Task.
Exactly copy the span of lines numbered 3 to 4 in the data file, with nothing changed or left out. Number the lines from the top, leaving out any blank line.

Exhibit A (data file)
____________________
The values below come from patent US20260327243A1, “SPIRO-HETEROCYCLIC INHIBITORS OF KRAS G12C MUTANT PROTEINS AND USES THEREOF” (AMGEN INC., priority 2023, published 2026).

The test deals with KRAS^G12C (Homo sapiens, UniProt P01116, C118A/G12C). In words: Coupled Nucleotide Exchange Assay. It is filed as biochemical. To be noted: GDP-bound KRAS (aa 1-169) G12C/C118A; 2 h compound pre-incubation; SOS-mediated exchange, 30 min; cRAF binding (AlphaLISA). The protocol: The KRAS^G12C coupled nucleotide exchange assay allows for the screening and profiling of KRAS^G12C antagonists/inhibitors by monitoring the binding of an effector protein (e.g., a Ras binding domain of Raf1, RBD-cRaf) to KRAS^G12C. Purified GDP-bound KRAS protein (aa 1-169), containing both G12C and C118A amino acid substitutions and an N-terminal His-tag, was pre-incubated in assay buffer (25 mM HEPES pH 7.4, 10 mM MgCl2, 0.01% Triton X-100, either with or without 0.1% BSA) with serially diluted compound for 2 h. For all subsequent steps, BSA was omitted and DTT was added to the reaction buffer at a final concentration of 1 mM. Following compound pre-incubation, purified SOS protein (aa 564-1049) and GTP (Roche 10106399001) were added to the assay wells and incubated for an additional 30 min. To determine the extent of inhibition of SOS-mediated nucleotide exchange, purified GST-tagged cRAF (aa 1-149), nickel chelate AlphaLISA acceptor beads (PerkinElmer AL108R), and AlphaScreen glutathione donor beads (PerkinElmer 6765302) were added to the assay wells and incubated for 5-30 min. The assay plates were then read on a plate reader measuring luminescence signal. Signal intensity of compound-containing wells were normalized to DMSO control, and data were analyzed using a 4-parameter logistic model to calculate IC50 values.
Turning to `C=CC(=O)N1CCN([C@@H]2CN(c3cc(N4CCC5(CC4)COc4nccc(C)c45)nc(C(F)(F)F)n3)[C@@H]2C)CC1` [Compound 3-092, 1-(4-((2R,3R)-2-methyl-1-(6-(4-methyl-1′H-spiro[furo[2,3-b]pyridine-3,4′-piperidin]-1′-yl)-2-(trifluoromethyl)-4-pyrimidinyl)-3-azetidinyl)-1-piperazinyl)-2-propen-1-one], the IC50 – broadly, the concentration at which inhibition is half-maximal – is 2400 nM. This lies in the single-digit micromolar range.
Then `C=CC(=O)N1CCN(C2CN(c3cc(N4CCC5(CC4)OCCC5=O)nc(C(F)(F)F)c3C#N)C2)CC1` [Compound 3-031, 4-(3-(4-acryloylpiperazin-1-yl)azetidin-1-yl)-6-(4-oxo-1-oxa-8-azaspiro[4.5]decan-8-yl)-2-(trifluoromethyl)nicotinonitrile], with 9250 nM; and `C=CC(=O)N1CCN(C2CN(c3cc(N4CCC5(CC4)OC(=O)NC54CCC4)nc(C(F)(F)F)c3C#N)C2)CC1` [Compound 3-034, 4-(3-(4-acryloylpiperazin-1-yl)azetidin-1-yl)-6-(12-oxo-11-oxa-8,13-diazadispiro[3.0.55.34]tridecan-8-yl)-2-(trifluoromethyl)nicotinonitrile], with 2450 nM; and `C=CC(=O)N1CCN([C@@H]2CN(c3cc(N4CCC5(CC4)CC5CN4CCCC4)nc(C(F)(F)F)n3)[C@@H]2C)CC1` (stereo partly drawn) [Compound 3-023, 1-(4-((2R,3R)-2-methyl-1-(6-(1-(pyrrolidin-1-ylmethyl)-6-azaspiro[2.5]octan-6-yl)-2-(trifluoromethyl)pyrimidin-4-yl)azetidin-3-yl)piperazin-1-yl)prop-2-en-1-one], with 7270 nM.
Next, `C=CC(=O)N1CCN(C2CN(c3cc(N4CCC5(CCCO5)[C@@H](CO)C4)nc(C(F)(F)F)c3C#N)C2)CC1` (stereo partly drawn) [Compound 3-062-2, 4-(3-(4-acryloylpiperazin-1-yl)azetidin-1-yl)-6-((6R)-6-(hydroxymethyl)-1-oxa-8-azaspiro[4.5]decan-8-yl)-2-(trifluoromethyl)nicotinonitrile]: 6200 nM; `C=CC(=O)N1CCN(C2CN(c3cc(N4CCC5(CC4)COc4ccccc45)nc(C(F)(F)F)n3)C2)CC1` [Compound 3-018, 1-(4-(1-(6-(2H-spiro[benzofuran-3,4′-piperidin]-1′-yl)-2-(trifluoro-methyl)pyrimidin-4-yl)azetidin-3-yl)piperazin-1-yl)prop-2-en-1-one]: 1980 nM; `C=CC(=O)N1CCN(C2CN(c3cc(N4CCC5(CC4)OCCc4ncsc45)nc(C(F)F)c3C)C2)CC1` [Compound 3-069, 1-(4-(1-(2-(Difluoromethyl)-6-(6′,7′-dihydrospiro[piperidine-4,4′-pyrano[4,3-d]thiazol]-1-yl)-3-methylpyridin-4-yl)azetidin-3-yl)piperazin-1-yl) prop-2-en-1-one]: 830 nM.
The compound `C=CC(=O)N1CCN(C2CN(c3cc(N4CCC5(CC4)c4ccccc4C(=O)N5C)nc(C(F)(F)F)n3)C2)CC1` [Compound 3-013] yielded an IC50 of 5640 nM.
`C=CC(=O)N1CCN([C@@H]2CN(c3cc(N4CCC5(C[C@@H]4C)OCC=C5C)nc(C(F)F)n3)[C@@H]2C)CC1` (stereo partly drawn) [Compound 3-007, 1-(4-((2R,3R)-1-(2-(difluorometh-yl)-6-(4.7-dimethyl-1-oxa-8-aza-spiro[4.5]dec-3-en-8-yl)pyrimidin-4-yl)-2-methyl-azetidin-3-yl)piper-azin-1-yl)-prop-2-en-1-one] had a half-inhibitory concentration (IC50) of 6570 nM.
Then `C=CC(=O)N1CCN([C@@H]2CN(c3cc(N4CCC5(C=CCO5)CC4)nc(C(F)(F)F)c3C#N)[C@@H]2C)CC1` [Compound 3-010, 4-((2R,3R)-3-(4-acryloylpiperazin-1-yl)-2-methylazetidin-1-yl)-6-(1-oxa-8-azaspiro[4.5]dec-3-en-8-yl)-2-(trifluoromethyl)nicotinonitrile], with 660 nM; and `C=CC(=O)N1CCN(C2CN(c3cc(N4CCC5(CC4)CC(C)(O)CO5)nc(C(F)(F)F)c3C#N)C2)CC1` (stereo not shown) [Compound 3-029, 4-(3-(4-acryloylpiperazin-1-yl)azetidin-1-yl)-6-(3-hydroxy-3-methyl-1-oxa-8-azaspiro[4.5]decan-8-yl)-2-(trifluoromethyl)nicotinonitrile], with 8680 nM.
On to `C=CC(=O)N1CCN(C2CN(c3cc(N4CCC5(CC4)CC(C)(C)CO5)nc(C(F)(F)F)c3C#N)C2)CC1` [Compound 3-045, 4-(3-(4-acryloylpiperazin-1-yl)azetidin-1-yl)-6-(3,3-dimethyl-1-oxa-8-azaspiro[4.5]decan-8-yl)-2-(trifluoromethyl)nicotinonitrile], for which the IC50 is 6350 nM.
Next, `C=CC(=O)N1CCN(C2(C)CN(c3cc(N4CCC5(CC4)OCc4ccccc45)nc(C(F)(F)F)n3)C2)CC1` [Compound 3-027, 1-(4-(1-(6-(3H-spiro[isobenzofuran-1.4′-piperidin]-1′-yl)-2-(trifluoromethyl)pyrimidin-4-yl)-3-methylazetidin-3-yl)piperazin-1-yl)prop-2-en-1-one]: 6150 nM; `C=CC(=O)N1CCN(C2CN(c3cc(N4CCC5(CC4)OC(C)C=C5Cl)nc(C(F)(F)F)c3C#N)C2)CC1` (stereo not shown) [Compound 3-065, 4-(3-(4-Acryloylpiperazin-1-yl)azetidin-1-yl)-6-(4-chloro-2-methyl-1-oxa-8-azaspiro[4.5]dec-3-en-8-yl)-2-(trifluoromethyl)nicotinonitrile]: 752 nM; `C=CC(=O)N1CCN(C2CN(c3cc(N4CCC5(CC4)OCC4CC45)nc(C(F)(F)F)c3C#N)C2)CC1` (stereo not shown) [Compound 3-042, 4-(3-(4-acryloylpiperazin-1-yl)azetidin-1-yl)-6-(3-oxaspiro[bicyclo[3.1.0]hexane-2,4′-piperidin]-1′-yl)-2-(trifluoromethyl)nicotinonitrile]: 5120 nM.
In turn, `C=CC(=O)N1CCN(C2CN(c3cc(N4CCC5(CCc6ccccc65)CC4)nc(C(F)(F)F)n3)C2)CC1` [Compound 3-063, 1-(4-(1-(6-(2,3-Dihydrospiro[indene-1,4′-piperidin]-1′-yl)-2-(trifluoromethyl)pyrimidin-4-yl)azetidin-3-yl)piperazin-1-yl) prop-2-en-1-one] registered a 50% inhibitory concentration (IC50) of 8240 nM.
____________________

Turning to `C=CC(=O)N1CCN([C@@H]2CN(c3cc(N4CCC5(CC4)COc4nccc(C)c45)nc(C(F)(F)F)n3)[C@@H]2C)CC1` [Compound 3-092, 1-(4-((2R,3R)-2-methyl-1-(6-(4-methyl-1′H-spiro[furo[2,3-b]pyridine-3,4′-piperidin]-1′-yl)-2-(trifluoromethyl)-4-pyrimidinyl)-3-azetidinyl)-1-piperazinyl)-2-propen-1-one], the IC50 – broadly, the concentration at which inhibition is half-maximal – is 2400 nM. This lies in the single-digit micromolar range.
Then `C=CC(=O)N1CCN(C2CN(c3cc(N4CCC5(CC4)OCCC5=O)nc(C(F)(F)F)c3C#N)C2)CC1` [Compound 3-031, 4-(3-(4-acryloylpiperazin-1-yl)azetidin-1-yl)-6-(4-oxo-1-oxa-8-azaspiro[4.5]decan-8-yl)-2-(trifluoromethyl)nicotinonitrile], with 9250 nM; and `C=CC(=O)N1CCN(C2CN(c3cc(N4CCC5(CC4)OC(=O)NC54CCC4)nc(C(F)(F)F)c3C#N)C2)CC1` [Compound 3-034, 4-(3-(4-acryloylpiperazin-1-yl)azetidin-1-yl)-6-(12-oxo-11-oxa-8,13-diazadispiro[3.0.55.34]tridecan-8-yl)-2-(trifluoromethyl)nicotinonitrile], with 2450 nM; and `C=CC(=O)N1CCN([C@@H]2CN(c3cc(N4CCC5(CC4)CC5CN4CCCC4)nc(C(F)(F)F)n3)[C@@H]2C)CC1` (stereo partly drawn) [Compound 3-023, 1-(4-((2R,3R)-2-methyl-1-(6-(1-(pyrrolidin-1-ylmethyl)-6-azaspiro[2.5]octan-6-yl)-2-(trifluoromethyl)pyrimidin-4-yl)azetidin-3-yl)piperazin-1-yl)prop-2-en-1-one], with 7270 nM.